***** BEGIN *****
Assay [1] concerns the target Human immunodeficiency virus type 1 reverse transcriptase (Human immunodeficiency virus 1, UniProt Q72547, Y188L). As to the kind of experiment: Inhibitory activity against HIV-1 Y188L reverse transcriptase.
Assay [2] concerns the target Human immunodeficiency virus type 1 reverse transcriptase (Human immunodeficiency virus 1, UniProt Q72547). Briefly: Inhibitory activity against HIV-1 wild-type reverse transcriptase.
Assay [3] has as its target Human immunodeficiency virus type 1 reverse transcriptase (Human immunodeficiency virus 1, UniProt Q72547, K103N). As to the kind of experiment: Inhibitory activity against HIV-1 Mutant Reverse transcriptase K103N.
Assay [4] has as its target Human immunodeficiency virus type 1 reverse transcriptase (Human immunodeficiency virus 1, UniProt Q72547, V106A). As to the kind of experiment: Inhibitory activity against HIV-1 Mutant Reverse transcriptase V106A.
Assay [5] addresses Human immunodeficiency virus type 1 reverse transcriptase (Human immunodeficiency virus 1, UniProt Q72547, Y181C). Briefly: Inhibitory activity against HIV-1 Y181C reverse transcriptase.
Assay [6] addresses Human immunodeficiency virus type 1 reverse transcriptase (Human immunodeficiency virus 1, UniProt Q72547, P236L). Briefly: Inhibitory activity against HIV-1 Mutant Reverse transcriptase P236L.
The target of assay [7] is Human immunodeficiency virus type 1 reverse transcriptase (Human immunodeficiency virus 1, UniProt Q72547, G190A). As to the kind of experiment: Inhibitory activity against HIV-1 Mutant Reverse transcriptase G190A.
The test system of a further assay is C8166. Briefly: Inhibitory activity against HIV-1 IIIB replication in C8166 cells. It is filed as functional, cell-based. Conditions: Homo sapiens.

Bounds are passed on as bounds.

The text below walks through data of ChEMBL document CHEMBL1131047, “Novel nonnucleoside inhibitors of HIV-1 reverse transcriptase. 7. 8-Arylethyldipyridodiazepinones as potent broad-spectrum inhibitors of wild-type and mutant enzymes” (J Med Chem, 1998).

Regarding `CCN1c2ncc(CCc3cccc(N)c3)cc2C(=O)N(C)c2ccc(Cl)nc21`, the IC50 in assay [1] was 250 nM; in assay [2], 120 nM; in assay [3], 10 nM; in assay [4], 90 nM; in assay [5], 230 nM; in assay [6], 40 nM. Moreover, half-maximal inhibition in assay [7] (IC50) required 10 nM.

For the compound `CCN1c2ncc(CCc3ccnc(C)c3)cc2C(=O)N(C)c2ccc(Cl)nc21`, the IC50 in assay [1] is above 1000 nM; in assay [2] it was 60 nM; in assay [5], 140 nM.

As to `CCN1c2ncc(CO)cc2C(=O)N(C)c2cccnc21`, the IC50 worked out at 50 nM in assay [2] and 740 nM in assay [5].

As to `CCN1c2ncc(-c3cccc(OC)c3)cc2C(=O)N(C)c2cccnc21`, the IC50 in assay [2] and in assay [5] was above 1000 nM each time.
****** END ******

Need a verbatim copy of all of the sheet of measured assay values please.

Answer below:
Assay [1] concerns the target Human immunodeficiency virus type 1 reverse transcriptase (Human immunodeficiency virus 1, UniProt Q72547, Y188L). As to the kind of experiment: Inhibitory activity against HIV-1 Y188L reverse transcriptase.
Assay [2] concerns the target Human immunodeficiency virus type 1 reverse transcriptase (Human immunodeficiency virus 1, UniProt Q72547). Briefly: Inhibitory activity against HIV-1 wild-type reverse transcriptase.
Assay [3] has as its target Human immunodeficiency virus type 1 reverse transcriptase (Human immunodeficiency virus 1, UniProt Q72547, K103N). As to the kind of experiment: Inhibitory activity against HIV-1 Mutant Reverse transcriptase K103N.
Assay [4] has as its target Human immunodeficiency virus type 1 reverse transcriptase (Human immunodeficiency virus 1, UniProt Q72547, V106A). As to the kind of experiment: Inhibitory activity against HIV-1 Mutant Reverse transcriptase V106A.
Assay [5] addresses Human immunodeficiency virus type 1 reverse transcriptase (Human immunodeficiency virus 1, UniProt Q72547, Y181C). Briefly: Inhibitory activity against HIV-1 Y181C reverse transcriptase.
Assay [6] addresses Human immunodeficiency virus type 1 reverse transcriptase (Human immunodeficiency virus 1, UniProt Q72547, P236L). Briefly: Inhibitory activity against HIV-1 Mutant Reverse transcriptase P236L.
The target of assay [7] is Human immunodeficiency virus type 1 reverse transcriptase (Human immunodeficiency virus 1, UniProt Q72547, G190A). As to the kind of experiment: Inhibitory activity against HIV-1 Mutant Reverse transcriptase G190A.
The test system of a further assay is C8166. Briefly: Inhibitory activity against HIV-1 IIIB replication in C8166 cells. It is filed as functional, cell-based. Conditions: Homo sapiens.

Bounds are passed on as bounds.

The text below walks through data of ChEMBL document CHEMBL1131047, “Novel nonnucleoside inhibitors of HIV-1 reverse transcriptase. 7. 8-Arylethyldipyridodiazepinones as potent broad-spectrum inhibitors of wild-type and mutant enzymes” (J Med Chem, 1998).

Regarding `CCN1c2ncc(CCc3cccc(N)c3)cc2C(=O)N(C)c2ccc(Cl)nc21`, the IC50 in assay [1] was 250 nM; in assay [2], 120 nM; in assay [3], 10 nM; in assay [4], 90 nM; in assay [5], 230 nM; in assay [6], 40 nM. Moreover, half-maximal inhibition in assay [7] (IC50) required 10 nM.

For the compound `CCN1c2ncc(CCc3ccnc(C)c3)cc2C(=O)N(C)c2ccc(Cl)nc21`, the IC50 in assay [1] is above 1000 nM; in assay [2] it was 60 nM; in assay [5], 140 nM.

As to `CCN1c2ncc(CO)cc2C(=O)N(C)c2cccnc21`, the IC50 worked out at 50 nM in assay [2] and 740 nM in assay [5].

As to `CCN1c2ncc(-c3cccc(OC)c3)cc2C(=O)N(C)c2cccnc21`, the IC50 in assay [2] and in assay [5] was above 1000 nM each time.